It is not just that Singapore can no longer continue to just build more hospitals, clinics or nursing homes to meet the burgeoning needs of a rapidly ageing population. It is also about harnessing the benefits that only technology can bring, said Ms Ngiam.
“Health outcomes may be improved if the candidate isn’t always in an institution,” she added.
This form of care is already happening, albeit on a small scale.
Mr Ong said last week that the Health Ministry will boost the number of virtual wards, known as Mobile Inpatient Care at Home, or MIC@Home, from approximately 100 beds to 200, to allow patients who require acute hospital care to have their active medical issues managed at home.
Ms Ngiam expects that within five to 10 years, premise-neutral services such as virtual wards or specialist care will be much more pervasive.
“Iam basing that on the fact that the demographic wave will hit us at that time,” she said.
By 2030, one in four Singapore citizens will be aged 65 and above, up from one in six today.
Meanwhile, care will become more precise and personalised.
“For example, if your doctor said that you need to exercise more, you need to eat less or sleep more... potentially, you can imagine your apps giving you nudges just to remind you to (do these),” said Ms Ngiam.
Mr David Chua, director of Synapxe’s Healthier SG Technology Office, with Synapxe CEO Ngiam Siew Ying. ST PHOTO: GIN TAY
Mr David Chua, director of Synapxe’s Healthier SG Technology Office, said that in the future, nudges could be sent even to remind people to take their medications at specific times.
To support Healthier SG, Synapxe is working on a solution that uses AI tool ChatGPT to summarise a patient’s health record for up to five years.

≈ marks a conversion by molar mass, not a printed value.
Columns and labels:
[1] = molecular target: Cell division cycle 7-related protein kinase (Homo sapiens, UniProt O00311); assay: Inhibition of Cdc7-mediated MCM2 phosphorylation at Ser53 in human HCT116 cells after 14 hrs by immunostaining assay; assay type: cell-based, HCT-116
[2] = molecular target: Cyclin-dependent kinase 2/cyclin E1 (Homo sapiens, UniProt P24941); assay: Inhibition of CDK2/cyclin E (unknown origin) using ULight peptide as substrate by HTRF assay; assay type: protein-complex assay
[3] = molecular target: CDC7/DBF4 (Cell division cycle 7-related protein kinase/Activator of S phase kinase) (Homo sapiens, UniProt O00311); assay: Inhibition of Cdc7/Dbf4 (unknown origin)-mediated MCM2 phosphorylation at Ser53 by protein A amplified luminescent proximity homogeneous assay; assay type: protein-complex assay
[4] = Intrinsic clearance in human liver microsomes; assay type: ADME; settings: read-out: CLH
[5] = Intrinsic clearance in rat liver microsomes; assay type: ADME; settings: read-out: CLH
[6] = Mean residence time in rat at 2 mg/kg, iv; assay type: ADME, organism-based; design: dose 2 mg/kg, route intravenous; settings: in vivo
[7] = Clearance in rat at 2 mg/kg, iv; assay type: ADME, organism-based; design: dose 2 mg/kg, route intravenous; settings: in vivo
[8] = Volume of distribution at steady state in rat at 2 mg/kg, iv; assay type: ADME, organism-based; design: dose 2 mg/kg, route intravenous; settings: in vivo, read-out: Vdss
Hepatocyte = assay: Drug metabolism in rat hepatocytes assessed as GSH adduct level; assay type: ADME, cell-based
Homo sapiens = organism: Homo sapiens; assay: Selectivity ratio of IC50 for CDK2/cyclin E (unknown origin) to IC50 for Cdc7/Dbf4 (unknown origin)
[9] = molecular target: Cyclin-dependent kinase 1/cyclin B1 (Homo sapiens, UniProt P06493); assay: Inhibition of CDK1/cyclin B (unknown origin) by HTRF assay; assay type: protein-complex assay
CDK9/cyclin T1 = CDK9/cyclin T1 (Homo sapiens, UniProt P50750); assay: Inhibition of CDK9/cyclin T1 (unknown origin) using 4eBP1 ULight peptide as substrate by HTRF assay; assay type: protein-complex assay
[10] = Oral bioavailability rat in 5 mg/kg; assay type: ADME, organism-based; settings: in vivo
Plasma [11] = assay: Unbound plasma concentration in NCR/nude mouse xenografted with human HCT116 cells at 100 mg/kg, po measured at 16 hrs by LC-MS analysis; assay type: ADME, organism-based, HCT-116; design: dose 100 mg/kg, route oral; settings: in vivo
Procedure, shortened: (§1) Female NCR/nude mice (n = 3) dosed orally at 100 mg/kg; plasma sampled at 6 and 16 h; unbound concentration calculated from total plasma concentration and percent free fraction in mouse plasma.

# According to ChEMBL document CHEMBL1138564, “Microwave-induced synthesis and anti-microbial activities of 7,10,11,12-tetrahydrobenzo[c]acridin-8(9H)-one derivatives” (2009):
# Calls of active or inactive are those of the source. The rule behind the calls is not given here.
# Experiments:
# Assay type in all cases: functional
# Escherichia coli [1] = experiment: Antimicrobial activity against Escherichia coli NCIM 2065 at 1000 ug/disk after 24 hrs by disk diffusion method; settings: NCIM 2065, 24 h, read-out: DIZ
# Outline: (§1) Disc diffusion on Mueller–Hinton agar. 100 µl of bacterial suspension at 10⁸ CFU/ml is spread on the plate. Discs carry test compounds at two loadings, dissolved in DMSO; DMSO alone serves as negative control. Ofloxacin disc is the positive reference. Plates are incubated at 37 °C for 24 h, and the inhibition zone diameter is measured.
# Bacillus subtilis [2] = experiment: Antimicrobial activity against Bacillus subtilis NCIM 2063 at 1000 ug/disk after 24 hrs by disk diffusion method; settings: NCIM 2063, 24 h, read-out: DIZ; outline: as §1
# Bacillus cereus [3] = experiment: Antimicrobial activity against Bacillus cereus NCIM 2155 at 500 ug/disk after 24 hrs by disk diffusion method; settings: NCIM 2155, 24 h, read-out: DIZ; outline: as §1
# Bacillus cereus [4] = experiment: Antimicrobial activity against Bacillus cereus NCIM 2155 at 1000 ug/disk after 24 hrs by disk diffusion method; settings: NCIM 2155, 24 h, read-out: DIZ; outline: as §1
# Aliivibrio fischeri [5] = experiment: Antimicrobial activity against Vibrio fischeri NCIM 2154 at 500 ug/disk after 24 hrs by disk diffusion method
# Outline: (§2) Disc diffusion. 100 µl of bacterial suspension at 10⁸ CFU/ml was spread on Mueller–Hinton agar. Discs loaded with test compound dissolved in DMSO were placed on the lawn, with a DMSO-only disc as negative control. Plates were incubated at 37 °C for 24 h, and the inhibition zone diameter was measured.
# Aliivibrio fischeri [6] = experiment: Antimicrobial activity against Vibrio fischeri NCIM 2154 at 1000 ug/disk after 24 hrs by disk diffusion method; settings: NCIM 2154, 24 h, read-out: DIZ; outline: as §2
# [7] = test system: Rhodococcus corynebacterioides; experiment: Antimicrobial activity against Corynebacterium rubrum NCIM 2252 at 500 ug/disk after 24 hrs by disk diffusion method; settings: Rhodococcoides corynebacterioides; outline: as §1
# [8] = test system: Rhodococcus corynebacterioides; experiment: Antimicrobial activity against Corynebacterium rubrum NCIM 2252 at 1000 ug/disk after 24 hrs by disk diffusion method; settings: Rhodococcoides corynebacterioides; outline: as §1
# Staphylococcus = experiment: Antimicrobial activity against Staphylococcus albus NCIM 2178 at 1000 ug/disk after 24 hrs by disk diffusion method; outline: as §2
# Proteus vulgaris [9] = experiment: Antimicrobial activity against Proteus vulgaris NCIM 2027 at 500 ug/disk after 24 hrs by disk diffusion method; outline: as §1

It will flag problems that need to be addressed immediately, saving the doctor precious minutes of having to read through it, said Mr Andy Ta, director of data, analytics and AI at Synapxe.
The plan is to pilot this Assisted Chronic Disease Explanation or ACE AI model, which is accessible via the smart clinic management systems that GPs use, with 20 GPs at the end of 2023, he said.
Synapxe is also partnering SingHealth and NTT Data on an imaging AI model called AIM.SG. It will provide radiologists with a more efficient way of analysing images that prioritises patients with more life-threatening issues.
A pilot of AIM.SG will start very soon at Singapore General Hospital and Changi General Hospital to read patients’ chest X-rays. Radiologists will still need to confirm the results.
In January, Synapxe, which has a staff strength of around 4,000, launched Health X, an innovation platform to look into more AI applications in healthcare.
Ms Ngiam said the organisation is constantly thinking up new tech solutions to support the healthcare sector in anticipation of future needs, instead of simply functioning in a supporting role, which it also continues to do.
She said AI has advanced so much that it will make fewer mistakes than humans in the future.
“Humans make errors... My hunch is that with digital support, your error rates will come down,” she said.
“At some point... if you are trying to treat a patient and you have never used technology or never used AI to help you diagnose and treat, you are not actually giving the best care to the individual.”